IoT is a “system of systems” composed of several different ingredients and expertise, dependent on end-to-end systems integration. These elements can fuel a transformation within a business model and develop coordinated initiatives designed for scale. Enrolling partners with the necessary domain expertise, and with a reputed history of integrating IoT technologies, will be key for establishing a long-term roadmap for IoT strategy and implementation.
An Integrated Approach Is Necessary For Driving End-To-End Transformation Across Business, Organization, And Technology
Realizing Full IoT Value
Adaptive organizations will quickly transcend IoT workshops and pilots to establish a long-term roadmap that is fueled by their business’ vision for the future and not technology. IoT can be incredibly disruptive and valuable across an industry, meaning that early adopters helping companies understand how to bring basic connectivity within their organization, will often fall short of unlocking the underlying business value that can be realized at scale. To make a meaningful impact on the business model, the product, and/or operational processes, businesses must implement IoT in a coordinated effort – across functions – at scale. This necessitates vision and leadership, outside expertise, and an ecosystem of partners for delivering a successful IoT journey.
NeoSOFT’s Use Cases
All over the world, businesses are looking to scale their IoT processes from different perspectives; some start by exploring new sensing technologies and how they can be applied to their processes, others search for ways to enhance and advance their existing data sources through new data mining techniques. As their products acquire new characteristics through IoT instrumentation, businesses have to re-imagine their products and develop ways to deliver new and value-driven services for their customers.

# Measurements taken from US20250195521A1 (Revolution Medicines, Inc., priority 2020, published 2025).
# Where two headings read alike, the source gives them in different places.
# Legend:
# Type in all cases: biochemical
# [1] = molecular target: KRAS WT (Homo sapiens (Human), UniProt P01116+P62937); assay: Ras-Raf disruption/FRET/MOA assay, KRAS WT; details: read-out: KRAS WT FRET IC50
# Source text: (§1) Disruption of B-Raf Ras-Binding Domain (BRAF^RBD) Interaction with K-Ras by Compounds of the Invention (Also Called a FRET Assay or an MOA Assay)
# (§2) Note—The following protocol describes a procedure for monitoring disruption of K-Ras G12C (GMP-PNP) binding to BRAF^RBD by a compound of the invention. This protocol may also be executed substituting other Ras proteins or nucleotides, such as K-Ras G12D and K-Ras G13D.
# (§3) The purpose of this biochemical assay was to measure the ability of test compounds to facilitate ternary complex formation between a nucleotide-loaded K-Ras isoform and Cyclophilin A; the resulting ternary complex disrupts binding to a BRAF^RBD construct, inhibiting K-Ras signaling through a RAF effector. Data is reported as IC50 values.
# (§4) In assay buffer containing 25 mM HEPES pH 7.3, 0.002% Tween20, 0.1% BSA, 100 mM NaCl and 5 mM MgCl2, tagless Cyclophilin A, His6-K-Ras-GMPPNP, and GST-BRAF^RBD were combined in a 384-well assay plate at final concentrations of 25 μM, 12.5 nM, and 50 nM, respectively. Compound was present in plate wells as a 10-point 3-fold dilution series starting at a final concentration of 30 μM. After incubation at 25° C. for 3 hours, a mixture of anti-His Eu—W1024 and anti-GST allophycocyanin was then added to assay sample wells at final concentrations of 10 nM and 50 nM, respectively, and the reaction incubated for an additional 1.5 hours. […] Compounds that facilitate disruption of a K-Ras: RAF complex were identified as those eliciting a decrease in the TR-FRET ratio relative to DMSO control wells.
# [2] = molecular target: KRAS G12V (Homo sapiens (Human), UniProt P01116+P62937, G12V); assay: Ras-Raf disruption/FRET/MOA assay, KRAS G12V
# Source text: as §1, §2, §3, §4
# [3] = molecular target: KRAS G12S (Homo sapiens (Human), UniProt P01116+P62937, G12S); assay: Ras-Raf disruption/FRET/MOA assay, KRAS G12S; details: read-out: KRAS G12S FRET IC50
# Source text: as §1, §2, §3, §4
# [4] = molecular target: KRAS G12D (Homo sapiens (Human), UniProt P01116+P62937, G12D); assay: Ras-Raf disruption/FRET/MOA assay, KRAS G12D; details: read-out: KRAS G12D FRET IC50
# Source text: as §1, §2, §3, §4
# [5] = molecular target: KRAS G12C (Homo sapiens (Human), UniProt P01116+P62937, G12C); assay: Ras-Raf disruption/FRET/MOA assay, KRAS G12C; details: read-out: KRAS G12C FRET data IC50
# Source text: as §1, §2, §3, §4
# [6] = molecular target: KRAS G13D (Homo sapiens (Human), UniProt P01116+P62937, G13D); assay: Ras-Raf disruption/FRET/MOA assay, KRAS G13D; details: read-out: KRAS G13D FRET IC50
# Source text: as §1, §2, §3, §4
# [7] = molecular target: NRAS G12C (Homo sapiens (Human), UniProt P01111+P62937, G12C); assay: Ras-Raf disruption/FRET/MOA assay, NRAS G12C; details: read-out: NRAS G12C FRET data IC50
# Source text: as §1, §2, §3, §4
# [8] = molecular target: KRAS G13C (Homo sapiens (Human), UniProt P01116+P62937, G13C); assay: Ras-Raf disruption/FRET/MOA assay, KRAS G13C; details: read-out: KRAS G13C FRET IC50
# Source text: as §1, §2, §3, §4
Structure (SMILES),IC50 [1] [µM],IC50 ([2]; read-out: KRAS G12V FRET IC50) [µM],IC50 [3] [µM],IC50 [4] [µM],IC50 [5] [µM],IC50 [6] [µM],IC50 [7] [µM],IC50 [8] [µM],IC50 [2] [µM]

Listed below are some of the highlights of our work in providing innovative and scalable IoT solutions:
Developing futuristic, robust, and reliable smart home security solutions
Engineered a home security solution that makes it easier and convenient for customers to monitor their household security remotely. Our engineers developed an intuitive hybrid mobile interface capable of integrating multiple smart guard devices within a single application. The solution leveraged remote monitoring, home security, and system arming/disarming managed via AWS IoT services.
Taking retail automation and shopping convenience to the next level with AI and IoT-powered solutions
A fully automatic futuristic store that leverages in-store sensor fusion and AI technology. Our goal was to leverage and connect all store smart devices, including sensors, cameras, real-time product recognition, and live inventory tracking. Data analytics on smart devices led to the creation of personalized and customer-driven marketing efforts.
Exploring new possibilities in human health analytics
The client is an innovator in the field of medical imaging for the detection and spread of cancer and other abnormalities. Our task was to leverage advanced technologies to accurately detect its presence and spread within the lymph nodes using IoT, AI, and 3D visualization.
Stay tuned, as we get more interesting IoT insights for you. Till then, take a look at how IoT can be leveraged for your business.